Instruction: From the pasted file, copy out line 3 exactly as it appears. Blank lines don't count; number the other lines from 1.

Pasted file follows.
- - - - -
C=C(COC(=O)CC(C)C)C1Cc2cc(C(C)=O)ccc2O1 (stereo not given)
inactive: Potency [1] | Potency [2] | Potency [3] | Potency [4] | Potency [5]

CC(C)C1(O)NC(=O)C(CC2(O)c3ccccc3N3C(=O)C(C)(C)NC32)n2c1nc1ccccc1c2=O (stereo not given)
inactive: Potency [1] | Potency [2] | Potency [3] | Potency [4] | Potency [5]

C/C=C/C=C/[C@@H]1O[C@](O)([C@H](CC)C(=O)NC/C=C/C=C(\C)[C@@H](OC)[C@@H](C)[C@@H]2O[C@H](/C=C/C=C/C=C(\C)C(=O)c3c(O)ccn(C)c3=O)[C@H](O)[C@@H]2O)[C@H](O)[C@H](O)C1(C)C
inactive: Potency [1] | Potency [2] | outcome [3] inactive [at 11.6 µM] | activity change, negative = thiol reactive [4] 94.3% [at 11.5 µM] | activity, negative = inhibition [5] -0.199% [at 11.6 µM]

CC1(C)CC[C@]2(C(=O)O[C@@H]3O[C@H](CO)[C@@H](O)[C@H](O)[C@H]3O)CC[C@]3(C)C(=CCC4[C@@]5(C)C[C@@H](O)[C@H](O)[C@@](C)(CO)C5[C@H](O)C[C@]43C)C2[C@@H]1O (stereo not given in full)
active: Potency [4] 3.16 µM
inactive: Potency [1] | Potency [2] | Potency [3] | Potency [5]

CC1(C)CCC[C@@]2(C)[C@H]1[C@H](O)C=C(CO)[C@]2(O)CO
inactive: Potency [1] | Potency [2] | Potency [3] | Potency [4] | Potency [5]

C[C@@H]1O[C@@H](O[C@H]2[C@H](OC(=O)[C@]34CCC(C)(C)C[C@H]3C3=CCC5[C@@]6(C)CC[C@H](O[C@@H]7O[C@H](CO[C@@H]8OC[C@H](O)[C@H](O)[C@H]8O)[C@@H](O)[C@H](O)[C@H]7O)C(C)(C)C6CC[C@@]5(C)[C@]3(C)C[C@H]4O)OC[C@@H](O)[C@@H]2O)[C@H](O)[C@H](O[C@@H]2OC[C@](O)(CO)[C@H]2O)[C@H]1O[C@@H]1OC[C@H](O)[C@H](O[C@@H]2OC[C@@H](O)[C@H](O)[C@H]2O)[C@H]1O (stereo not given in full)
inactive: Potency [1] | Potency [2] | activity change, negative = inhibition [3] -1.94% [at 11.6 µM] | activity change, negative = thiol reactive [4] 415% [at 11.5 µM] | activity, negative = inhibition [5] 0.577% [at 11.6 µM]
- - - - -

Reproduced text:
CC(C)C1(O)NC(=O)C(CC2(O)c3ccccc3N3C(=O)C(C)(C)NC32)n2c1nc1ccccc1c2=O (stereo not given)